AVON, Ind. - The town of Avon is giving $142,000 worth of raises to its workers, but not every employee will receive one and some will receive a higher increase than others.
A concerned citizen contacted Call 6 Investigator Kara Kenney asking why the town manager and public works director received large raises, while other employees received no raise at all.
Kenney did some checking and learned Avon hired consultant, New Focus HR, for $5,040 to conduct a compensation study.
New Focus HR analyzed salaries in comparable-sized communities such as Danville, Brownsburg, Plainfield, Westfield and Franklin.
"The gist of the survey is there were several positions in Avon that were not competitive with the market, and were paying well below the market rate," said Kristen Shingleton, owner of New Focus HR.
For example, Avon Town Manager Tom Klein earns $73,325, but the "market rate" for that position is $90,971, according to the study.
READ: Avon compensation study (http://bit.ly/1doDGIN)
As part of the raises, Klein will receive an 18 percent increase, bringing him to $86,422.
The consultant study also found the Public Works Director Ryan Cannon earning $63,340 compared to the "market rate" of $81,663.
Cannon will receive a 36 percent raise, bringing his salary to $86,422.
Five of the town's 30 employees will not receive a raise at all.
"There has been some negative feedback, I'm not going to deny," said Council President Mike Rogers. "Some are 2 to 3 percent (raises), while others have 10 to 15 percent."
Rogers explained the raises aren't based on performance, but they're aimed at retaining and attracting the best employees.
"We know we're in competition with other communities for employees," said Rogers. "We've had people who've gone out of state."
Rogers said they hired a consultant because they wanted an independent, unbiased review of salaries.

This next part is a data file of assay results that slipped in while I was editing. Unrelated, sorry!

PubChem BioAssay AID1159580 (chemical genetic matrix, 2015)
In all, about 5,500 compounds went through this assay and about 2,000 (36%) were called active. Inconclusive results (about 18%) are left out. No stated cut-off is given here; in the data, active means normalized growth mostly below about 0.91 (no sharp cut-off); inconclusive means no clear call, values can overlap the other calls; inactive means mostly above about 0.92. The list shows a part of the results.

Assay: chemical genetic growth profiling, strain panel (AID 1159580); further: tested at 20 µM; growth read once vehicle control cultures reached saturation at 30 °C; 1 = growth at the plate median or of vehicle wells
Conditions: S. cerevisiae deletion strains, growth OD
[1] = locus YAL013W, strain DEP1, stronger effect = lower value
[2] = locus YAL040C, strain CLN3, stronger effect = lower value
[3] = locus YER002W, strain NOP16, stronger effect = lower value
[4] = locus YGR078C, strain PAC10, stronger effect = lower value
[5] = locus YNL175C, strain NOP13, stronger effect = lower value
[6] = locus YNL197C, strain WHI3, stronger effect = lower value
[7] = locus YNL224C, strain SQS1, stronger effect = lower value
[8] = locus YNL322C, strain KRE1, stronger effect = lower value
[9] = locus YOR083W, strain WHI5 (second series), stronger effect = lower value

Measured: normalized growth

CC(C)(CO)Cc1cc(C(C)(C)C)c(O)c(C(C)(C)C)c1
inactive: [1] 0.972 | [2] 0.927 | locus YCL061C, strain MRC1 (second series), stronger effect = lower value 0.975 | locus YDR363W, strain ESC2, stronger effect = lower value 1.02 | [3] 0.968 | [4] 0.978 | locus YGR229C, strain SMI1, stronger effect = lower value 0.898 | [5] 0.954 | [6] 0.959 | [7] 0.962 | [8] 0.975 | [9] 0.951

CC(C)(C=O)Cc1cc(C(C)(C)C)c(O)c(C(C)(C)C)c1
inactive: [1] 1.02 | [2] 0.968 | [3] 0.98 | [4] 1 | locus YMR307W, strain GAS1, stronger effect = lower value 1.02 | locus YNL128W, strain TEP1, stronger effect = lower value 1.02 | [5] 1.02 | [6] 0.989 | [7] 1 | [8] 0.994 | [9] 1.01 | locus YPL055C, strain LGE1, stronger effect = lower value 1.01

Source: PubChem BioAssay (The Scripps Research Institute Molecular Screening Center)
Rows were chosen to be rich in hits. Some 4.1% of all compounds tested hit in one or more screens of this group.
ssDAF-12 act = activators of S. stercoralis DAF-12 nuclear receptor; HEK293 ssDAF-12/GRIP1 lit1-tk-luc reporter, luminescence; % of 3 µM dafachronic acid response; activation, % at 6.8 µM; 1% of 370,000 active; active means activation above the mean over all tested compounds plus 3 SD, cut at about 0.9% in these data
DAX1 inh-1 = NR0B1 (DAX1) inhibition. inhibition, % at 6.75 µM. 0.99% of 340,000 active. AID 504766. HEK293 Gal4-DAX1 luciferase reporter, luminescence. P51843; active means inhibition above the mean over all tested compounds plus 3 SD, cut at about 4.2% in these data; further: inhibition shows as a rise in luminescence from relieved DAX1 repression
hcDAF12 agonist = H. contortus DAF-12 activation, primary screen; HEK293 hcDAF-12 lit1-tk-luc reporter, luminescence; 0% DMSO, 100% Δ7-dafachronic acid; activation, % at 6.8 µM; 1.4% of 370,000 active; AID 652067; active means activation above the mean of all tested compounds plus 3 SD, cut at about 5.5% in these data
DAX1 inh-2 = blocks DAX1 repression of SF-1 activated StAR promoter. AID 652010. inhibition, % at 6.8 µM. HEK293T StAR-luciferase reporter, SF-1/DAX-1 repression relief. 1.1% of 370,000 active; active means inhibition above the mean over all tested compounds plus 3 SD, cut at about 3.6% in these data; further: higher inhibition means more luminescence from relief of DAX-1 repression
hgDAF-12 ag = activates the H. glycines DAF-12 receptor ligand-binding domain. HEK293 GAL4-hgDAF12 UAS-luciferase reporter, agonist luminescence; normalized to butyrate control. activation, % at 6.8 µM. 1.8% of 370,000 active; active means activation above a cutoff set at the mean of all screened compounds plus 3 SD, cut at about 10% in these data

"We had to take the politics and conflicts out of it and go out and seek a consultant to do that work," said Rogers.
Shingleton has eight other government clients in central Indiana.
"They're concerned with the caliber of employees they're able to recruit, and so they want to be competitive in the market to hire the best and brightest employees," said Shingleton. "Or secondarily, (they want) to keep their top performing employees on staff."
Rogers also points out the town has grown by 20 percent because of annexations, meaning employees have more to do.
"We have created equity and parity with our employees the best we can with the dollars we have available," said Rogers.
The raises make up about 1 percent of the town's annual budget.
The town was unable to provide a complete list of employees, their salaries and raises.
"We're still working on that and will make that available to you," said Rogers.
The raises were approved by the board on Oct. 10.
Matt Greller, director and CEO of the Indiana Association of Cities and Towns, said he has seen other communities besides Avon hire a consultant to do a compensation analysis.
"I think it's a good idea particularly in an urban area like Avon where the competition for quality employees is greatest," Greller wrote in an email to RTV6.
Greller also said more communities are giving raises than in previous years.
"I don't think we ever see a year where lots and lots of cities and towns are giving raises, however, we are seeing more this year than in the previous three or four years," said Greller in an email to Kenney. "I think it's important to remember that most municipal employees have not received a raise in multiple years. Most of these raises have been three percent or less."
Mike Rogers said while Avon has given stipends to employees the past few years, town workers have not received general raises in several years.
"We have to move as the market moves," said Rogers.
Town Manager Tom Klein said the raises will cost the town approximately $142,600, including the associated changes in retirement and Medicaid, assuming all positions are filled on Jan. 1.